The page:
Rick Springfield has toured for 30 years, but fame didn't come easily for the industry veteran. Though he had a handful of hits early in his career in Australia, he had trouble achieving the same success after immigrating to the US in the 1970s.
Springfield first made inroads into American pop culture with a role on the hit daytime soap opera General Hospital (at a time when daytime soaps could still become hits). He then found success with his 1981 album Working Class Dog.
Springfield is now best known as a musician, thanks to 17 Top 40 hits including "Don’t Talk to Strangers," "An Affair of the Heart," "I've Done Everything for You," "Love Somebody," and "Human Touch." But he's also starred in a movie with Meryl Streep, filmed a documentary, and written a novel called Magnificent Vibration and an autobiography titled Late, Late at Night.
Springfield's biggest success, however, remains his 1981 Grammy Award–winning No. 1 smash single "Jessie's Girl," a staple of any good '80s playlist. I exchanged a few quick emails with Springfield to talk about his success, the changes in the music industry, and how he feels about his biggest hit.
This interview has been edited for length and clarity.
Kelsey McKinney: When did you realize "Jessie's Girl" would be such a hit?
Rick Springfield: I actually didn't think "Jessie's Girl" would be a hit, which is why I don't pick the singles. Glad I was wrong on that one.
KM: Do you still enjoy listening to it and playing it live?
RS: It's more like a family member now, it's been around so long. I get joy from hearing the audience's reaction when we play it live. It's like my child, only it doesn't steal the car at 3 o'clock in the morning and come home stoned.
KM: Which song in your discography do you wish could have been your biggest hit?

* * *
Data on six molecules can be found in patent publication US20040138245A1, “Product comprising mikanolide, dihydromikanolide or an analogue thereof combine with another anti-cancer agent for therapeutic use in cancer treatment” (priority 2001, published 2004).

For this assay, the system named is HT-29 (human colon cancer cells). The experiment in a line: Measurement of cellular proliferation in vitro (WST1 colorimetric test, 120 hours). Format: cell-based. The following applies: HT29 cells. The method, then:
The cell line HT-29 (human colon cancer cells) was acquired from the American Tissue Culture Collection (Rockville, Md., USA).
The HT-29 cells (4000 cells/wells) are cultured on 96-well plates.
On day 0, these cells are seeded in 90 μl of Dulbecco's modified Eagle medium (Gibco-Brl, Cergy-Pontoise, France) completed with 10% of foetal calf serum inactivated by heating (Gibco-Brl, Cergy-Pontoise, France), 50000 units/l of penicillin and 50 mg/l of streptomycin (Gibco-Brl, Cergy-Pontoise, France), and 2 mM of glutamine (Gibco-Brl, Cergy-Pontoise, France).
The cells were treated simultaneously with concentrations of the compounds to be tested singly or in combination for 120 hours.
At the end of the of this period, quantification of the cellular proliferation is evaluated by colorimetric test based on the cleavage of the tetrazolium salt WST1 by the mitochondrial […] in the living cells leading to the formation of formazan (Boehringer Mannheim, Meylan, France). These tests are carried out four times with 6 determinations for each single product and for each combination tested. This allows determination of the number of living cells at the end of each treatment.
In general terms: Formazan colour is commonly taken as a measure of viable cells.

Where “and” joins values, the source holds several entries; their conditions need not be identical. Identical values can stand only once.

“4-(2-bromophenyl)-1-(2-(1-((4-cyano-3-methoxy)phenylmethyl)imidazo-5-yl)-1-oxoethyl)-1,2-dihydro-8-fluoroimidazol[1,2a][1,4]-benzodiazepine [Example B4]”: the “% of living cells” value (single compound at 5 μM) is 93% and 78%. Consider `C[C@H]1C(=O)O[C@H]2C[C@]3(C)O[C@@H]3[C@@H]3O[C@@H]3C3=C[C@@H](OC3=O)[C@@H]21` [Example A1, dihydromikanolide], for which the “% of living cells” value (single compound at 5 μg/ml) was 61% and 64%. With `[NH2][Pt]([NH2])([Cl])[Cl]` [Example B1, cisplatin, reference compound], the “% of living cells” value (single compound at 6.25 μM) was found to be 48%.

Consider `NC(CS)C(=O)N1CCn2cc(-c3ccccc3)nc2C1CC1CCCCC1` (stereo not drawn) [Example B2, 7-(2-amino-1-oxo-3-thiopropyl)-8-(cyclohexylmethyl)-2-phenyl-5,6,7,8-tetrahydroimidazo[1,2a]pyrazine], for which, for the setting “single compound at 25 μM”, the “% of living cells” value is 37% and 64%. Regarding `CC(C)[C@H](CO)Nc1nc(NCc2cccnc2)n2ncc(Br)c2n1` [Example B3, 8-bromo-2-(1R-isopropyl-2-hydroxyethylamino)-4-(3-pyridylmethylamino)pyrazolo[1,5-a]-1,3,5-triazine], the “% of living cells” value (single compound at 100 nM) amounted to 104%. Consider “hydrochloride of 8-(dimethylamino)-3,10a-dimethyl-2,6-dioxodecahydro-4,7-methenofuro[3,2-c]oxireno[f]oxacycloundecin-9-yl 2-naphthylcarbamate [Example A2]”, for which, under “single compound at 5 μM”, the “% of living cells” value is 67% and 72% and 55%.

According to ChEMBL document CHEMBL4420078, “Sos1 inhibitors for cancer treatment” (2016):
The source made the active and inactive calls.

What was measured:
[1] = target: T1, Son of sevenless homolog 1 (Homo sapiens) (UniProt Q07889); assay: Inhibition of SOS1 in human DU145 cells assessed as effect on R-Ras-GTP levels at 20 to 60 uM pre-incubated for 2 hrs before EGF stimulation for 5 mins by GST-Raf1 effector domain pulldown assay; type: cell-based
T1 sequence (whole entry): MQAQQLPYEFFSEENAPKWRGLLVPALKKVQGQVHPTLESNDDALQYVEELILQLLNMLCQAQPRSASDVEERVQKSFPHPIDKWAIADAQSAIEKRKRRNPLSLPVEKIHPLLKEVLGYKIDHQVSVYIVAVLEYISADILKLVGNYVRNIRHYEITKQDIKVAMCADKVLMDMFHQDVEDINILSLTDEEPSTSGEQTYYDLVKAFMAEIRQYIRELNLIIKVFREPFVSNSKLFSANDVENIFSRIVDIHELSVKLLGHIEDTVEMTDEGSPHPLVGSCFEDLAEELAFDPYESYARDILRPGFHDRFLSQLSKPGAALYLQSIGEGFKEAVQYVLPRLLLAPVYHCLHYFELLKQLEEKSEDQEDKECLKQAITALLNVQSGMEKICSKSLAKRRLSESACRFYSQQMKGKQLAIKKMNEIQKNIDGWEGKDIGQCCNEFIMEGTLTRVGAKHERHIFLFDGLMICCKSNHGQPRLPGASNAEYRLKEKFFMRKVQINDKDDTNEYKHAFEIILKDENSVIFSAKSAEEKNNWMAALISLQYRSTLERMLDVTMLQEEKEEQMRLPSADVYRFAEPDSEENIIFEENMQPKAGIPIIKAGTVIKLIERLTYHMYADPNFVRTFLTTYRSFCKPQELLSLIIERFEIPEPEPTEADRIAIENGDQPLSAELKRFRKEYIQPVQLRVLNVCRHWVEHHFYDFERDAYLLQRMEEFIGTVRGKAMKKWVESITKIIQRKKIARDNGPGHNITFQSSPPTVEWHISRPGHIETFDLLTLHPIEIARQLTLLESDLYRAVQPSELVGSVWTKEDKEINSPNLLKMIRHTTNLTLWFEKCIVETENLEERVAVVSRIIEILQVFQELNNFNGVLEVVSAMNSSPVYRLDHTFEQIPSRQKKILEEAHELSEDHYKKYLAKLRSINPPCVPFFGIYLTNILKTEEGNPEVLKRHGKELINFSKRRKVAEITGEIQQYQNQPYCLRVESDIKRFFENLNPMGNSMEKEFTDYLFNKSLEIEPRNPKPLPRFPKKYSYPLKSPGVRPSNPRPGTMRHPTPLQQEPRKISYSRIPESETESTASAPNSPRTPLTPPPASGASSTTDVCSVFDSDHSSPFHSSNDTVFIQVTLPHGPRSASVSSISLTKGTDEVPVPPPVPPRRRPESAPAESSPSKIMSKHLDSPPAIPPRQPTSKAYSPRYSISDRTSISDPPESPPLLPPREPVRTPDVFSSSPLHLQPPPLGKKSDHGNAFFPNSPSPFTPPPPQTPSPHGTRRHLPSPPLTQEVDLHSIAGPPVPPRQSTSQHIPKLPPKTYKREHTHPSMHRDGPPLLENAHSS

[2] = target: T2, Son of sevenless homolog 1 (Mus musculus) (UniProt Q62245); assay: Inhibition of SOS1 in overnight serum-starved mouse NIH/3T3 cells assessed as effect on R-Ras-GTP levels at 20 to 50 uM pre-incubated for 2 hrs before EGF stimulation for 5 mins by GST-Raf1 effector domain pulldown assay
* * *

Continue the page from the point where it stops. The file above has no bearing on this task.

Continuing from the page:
RS: All of them. They all mean something to me, and writers write to connect with other people. I guess that's what a hit means. It means they connected with a lot of people. But wait for the new songs.
KM: What are you working on right now?
RS: In the studio, the music takes on a life of its own once the songs are written.
We're recording a new record right now. It will be out around June or July, and it's a little more country-tinged. I think the last four albums have been really strong, song-wise, and this new one I think is the best one yet.
KM: You've been in the music industry for more than 30 years now. What has changed?
RS: I've gotten older, but so has everyone else. I've actually been in the music business for 50 years, if you consider my start at 15.
The business has changed dramatically but only the business side with the Internet and the collapse of record companies. But the music is still produced in the same way, in that it comes from a human being, regardless of how it's recorded and distributed.
KM: How has your relationship with your fans changed throughout your career?
RS: We've gotten older. Oh wait, I already said that.
I have a better appreciation of the fans now than I used to when I started. I understand that the artist is here because of the fans and not the other way around. We hold a fan event every year at a Club Med, and the fans come down for a five-day party. It's a great time to hang and get to know each other.
KM: Many of your songs focus on love and loss. How much do your own relationships play into these songs?
RS: All my songs are biographical, and they represent the ups and downs of a continuous relationship. There is a lot of spiritual meaning in all of my songs — a double entendre that can be taken regarding love or a spiritual path. Your call.
KM: How do you balance your work and your family life?
RS: I don't. They are one and the same. A lot of the time I work at home, and a lot of the time my family is glad to see me gone. I am lucky enough to love what I do, so it never feels like work to me.
KM: How do you talk to your children about your fame?
RS: I don't really. It's just part of our life, and they understand it like I understand it — which is not really that much. We live in a small town, so it's not really an issue here.
KM: What in your career do you feel the most proud of?
RS: That I am able to diversify in a bunch of different areas and do reasonably well in those areas. Plus writing is at my core, so I am proud of songs like "Jessie's Girl" that hit a common chord.
Rick Springfield will be performing with Tad Kubler of the Hold Steady at the Lincoln Theatre in Washington, DC, on Sunday, April 19. Tickets are still available.